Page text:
AbbVie Announces Positive Top-Line Results From Second Phase 3 Study Investigating Elagolix in Patients with Endometriosis
- Study meets co-primary efficacy endpoints and full results will be presented at a medical conference in 2016
- Results show Elagolix reduces endometriosis-associated pain (menstrual and non-menstrual pelvic pain) compared to placebo
- New Drug Application for endometriosis anticipated in 2017
NORTH CHICAGO, Ill., Feb. 10, 2016 /PRNewswire/ -- AbbVie (NYSE: ABBV), in cooperation with Neurocrine Biosciences, Inc. (NASDAQ: NBIX), announced positive top-line results from the second of two replicate pivotal Phase 3 clinical trials evaluating the efficacy and safety of Elagolix in premenopausal women who suffer pain from endometriosis. Trial results show that after six months of continuous treatment, both doses of Elagolix (150 mg once daily and 200 mg twice daily) met the study's co-primary endpoints. Elagolix reduced scores of menstrual pain (dysmenorrhea, DYS) and non-menstrual pelvic pain (NMPP) associated with endometriosis, at month three and month six, as measured by the Daily Assessment of Endometriosis Pain scale. Responder rates for the co-primary endpoints from this second Phase 3 pivotal study are consistent with results from the first Phase 3 pivotal study.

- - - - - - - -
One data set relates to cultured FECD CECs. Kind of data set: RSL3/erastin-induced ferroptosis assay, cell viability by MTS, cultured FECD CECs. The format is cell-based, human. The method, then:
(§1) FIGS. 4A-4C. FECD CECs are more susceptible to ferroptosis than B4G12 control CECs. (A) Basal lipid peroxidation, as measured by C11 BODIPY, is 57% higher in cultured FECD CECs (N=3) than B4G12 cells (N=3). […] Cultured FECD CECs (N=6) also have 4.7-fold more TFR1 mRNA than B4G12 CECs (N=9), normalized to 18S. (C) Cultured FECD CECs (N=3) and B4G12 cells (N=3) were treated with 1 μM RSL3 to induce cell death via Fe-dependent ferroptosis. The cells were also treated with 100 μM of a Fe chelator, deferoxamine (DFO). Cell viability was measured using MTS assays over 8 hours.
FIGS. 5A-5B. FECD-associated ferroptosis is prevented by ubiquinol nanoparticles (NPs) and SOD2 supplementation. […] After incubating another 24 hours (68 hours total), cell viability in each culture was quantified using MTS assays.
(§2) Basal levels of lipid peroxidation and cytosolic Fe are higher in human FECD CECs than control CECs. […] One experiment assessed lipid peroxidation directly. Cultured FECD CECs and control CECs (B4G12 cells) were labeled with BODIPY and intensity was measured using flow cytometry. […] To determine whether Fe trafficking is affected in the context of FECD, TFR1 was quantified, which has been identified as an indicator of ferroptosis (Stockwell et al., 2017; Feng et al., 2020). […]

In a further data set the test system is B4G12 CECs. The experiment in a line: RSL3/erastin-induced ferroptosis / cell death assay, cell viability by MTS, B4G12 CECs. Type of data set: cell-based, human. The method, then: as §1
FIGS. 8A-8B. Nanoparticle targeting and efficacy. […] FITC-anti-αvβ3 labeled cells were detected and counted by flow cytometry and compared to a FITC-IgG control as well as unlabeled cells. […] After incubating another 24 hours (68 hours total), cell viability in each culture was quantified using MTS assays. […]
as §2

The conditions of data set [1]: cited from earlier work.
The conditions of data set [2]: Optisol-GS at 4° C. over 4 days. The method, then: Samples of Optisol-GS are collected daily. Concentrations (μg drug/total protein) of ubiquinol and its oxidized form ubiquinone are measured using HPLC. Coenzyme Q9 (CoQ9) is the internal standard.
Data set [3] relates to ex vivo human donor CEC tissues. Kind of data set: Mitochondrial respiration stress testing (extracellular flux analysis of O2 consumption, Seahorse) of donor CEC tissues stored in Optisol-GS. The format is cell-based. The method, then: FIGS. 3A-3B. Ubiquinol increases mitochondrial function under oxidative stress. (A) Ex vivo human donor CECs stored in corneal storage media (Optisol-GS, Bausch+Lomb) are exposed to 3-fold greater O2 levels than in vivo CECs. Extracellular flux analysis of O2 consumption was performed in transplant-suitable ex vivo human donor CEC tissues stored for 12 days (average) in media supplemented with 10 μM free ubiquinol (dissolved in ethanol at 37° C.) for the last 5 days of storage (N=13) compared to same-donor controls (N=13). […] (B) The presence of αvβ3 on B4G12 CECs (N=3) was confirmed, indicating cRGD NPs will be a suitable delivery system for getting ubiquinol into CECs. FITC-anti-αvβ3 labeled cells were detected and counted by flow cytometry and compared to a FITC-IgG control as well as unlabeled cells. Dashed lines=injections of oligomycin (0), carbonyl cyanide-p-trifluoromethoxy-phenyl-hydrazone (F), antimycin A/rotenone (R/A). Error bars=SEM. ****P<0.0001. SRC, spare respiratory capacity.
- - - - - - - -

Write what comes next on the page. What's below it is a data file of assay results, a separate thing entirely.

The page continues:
Table 1. Proportion of Responders for Co-Primary Endpoints
PROPORTION OF RESPONDERS AT MONTH 3 & MONTH 6* – n (%)
Non-Menstrual Pelvic Pain
(N = 353, 355)
Elagolix 150 QD**
(N = 221)
Elagolix 200 BID***
(N = 225)
p-values vs. placebo
p-values vs. placebo
*LOCF analysis also accounts for rescue analgesic use
** QD = once daily
*** BID = twice daily